But you still need to activate your account.
The blue sky of a mild September morning vanished from sight as I climbed onto a chair and heaved my not-so-nimble body into the parking lot Dumpster at the Bangor Daily News.
Cruising Dumpsters is not a usual pastime for this 50-year-old woman – at least not on days I still can claim most of my mental marbles – but a sense of desperation had driven me to it.
For a few seconds, I pondered on the surreal events that had brought me to this point. My “Dumpster jump” was prompted by a search for my 12-year-old daughter’s nearly new glasses. The miniframes had been lost for nearly two days. Eliza recalled putting them down on the kitchen sideboard before washing her face on a Sunday night.
A wastebasket sits under that sideboard. It is a handy catchall for items that frequently fly off that location, aided by a cat’s paw or a kid’s careless swipe. When Eliza told me Monday night that she hadn’t seen her glasses for a day, I feared the worst because hours before I had lugged a white plastic bag of trash from our kitchen to the NEWS’ Dumpster.
It doesn’t take the most analytical person to figure that the company Dumpster sometimes is a receptacle for trash that doesn’t come from the bowels of the newspaper. In my case, the Dumpster was an aide in my attempt at animal control. Skunks and wandering cats seem to love the leftovers that patiently sit in my garbage all week. They often beat the garbage collector to the mother lode, strewing chicken bones and indescribable stuff in their wake. So I hauled a full bag to work one Monday and found myself gingerly tromping through the stuff 24 hours later.
A friendly guy from the office brought me a rake. He informed me the Dumpster was scheduled to be emptied that day.
I made the sign of the cross and said a prayer to St. Anthony, patron saint of lost items. Then I put on some snappy yellow Playtex gloves and dug in.
Flies buzzed. Traffic whizzed by on Main Street, causing me to jump. Colleagues left for lunch, turning their heads in disbelief as they emerged from the news building and spotted a frazzled reporter, in office dress and sneakers, waist high in waste, hurling garbage bags left and right.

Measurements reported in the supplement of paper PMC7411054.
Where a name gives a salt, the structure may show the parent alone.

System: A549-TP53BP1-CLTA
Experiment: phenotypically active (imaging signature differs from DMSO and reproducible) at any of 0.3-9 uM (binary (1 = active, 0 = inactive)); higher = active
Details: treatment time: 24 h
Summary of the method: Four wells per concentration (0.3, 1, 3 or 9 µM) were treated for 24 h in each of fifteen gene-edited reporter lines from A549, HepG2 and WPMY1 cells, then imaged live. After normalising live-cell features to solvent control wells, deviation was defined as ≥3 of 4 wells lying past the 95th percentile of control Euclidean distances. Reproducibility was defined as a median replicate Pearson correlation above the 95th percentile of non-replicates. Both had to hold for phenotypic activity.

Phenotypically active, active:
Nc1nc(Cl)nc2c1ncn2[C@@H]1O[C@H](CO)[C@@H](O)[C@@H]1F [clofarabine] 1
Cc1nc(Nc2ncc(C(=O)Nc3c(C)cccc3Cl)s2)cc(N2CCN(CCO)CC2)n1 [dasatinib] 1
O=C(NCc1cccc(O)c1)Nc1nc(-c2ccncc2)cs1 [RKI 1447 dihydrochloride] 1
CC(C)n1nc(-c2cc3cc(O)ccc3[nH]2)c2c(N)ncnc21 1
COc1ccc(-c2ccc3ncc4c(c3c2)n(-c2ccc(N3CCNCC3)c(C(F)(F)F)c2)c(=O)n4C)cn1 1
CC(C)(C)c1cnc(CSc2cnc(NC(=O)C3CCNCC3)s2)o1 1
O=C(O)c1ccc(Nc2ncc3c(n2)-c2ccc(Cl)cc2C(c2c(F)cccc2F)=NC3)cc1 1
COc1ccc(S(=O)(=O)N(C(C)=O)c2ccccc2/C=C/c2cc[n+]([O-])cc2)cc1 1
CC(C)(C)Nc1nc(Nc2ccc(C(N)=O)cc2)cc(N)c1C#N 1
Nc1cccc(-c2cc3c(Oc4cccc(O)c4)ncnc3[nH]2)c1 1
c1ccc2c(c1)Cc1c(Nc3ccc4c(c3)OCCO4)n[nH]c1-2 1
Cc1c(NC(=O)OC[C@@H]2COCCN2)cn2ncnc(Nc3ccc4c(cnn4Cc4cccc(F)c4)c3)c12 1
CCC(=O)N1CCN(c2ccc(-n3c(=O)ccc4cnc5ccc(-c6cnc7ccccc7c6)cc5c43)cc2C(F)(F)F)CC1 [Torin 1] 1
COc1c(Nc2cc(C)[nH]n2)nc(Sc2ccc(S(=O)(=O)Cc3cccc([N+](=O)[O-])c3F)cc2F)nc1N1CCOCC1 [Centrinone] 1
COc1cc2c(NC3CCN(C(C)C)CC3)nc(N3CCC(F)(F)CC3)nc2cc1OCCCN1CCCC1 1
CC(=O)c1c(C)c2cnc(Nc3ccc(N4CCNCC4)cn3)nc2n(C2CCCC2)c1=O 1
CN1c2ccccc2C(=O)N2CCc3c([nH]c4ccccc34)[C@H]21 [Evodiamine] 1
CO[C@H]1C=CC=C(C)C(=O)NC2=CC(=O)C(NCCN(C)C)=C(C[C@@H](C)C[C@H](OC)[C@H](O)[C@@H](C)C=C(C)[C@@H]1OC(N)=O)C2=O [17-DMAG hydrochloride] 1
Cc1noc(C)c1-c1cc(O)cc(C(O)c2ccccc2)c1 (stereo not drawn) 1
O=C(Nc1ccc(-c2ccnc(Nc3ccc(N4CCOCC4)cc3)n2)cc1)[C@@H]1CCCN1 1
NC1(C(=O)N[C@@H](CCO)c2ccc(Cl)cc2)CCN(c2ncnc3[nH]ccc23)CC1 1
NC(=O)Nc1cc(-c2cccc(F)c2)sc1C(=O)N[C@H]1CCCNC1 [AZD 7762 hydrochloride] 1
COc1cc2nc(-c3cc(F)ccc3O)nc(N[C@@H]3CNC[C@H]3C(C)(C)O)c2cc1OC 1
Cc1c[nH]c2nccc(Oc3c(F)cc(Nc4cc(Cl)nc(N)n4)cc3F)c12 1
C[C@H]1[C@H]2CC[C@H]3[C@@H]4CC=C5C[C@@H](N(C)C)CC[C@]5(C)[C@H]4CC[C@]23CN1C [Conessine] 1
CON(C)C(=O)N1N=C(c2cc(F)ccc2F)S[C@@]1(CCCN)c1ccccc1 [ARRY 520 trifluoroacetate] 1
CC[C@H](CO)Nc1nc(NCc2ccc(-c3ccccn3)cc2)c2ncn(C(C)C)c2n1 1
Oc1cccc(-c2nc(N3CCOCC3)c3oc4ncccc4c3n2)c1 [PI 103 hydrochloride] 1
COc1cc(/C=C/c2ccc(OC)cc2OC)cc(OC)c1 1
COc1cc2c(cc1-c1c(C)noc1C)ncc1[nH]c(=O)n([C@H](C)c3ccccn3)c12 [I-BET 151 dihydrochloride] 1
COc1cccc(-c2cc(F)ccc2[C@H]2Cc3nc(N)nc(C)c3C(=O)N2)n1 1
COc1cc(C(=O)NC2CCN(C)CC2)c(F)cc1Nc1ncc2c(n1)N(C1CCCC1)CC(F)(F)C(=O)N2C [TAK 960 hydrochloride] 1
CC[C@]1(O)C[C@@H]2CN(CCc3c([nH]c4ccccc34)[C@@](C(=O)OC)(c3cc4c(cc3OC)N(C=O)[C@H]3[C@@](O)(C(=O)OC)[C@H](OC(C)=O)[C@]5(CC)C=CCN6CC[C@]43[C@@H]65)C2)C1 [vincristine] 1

I prayed no photographers were around.
I really don’t recall what I dug into. Item by item, things flew by as I tossed bags, then broken bags, then meal leftovers to one side. A Kentucky Fried Chicken box, and empty yet smelly cat food cans stick in my mind. Some idiot had thrown a used coffeepot into the mix. The heavy item had ruptured the Wal-Mart trash bag I had thrown in, making the search even more unsavory. No matter. I turned into a digging machine. The hunt was on for a pair of $250 glasses, and I wasn’t about to leave that waste-container-from-hell until I had found them or was certain they had not been in the garbage bag I had so blithely tossed there the day before.
“I hope you find it,” one colleague said cheerily. She later admitted thinking I had lost more than one board in the attic. I knew what Topic A would be around the coffeepot that afternoon. I peeked out frequently, hoping a recycling truck did not have a pair of huge tongs hovering above, ready to hurl me and a ton of trash to oblivion.
I thought of comedienne Lucille Ball stomping grapes with her bare feet in a vintage “I Love Lucy” episode.
I thought of my mother, who often got into semi-hysterical scrapes at annual teacher’s conventions.
Yet I pressed on.
The tab for the glasses had been picked up by my insurance the first time around. Money for a second pair would have to come out of my pocket. My burdened credit cards could not take the pressure, so I opted to find the darn things whatever the cost to personal dignity.
My active prepubescent daughter had worn the glasses for 10 days before they disappeared. Possessing 20/100 vision, which means she can’t see the broad side of a barn, Eliza took to them right away. She daily washed those glasses held snug in their plum-colored frames. The frames are tiny and plain, a unisex style that is “in” said the Pearle Vision clerk as she deftly placed them on Eliza’s face. Their smallness doesn’t make them stand out prominently on her face and certainly wouldn’t make them stand out if they were in that pile of trash.
That night we found the glasses, not in the Dumpster but in Eliza’s bedroom. They were under, way under, her night stand, probably landing there in a dazed nocturnal attempt to tuck them into the glasses case on top of the stand
We were both ecstatic, except Eliza now calls me “D.Q.” – “Dumpster Queen.”
Nancy Garland covers U.S. District Court in Bangor and writes a biweekly adoption column at the Bangor Daily News.